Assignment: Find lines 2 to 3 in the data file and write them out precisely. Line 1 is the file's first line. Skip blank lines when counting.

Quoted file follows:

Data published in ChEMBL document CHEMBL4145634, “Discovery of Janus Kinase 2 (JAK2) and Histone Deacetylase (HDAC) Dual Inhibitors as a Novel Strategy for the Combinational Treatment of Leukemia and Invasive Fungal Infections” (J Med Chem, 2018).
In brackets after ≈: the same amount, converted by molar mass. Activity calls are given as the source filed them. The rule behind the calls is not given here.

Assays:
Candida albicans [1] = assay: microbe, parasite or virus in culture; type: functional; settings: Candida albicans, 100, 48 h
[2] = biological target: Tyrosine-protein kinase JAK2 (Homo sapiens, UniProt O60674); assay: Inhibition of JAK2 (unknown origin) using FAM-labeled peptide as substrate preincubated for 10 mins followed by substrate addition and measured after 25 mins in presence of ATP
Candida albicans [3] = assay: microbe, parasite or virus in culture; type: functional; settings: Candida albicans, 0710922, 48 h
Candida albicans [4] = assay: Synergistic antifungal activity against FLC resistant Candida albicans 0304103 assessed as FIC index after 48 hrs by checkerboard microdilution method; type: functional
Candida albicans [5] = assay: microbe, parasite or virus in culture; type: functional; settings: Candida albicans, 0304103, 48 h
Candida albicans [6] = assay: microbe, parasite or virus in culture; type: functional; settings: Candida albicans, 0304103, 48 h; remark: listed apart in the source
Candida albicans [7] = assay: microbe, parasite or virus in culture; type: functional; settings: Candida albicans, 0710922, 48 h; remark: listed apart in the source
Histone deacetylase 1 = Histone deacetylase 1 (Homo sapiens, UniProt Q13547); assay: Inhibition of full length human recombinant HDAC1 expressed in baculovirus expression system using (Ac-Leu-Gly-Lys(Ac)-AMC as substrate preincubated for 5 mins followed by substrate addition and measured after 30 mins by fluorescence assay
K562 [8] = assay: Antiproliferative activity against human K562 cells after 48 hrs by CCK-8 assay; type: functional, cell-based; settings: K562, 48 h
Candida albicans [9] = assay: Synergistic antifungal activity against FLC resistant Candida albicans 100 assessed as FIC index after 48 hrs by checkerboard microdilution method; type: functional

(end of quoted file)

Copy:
In brackets after ≈: the same amount, converted by molar mass. Activity calls are given as the source filed them. The rule behind the calls is not given here.

Assays: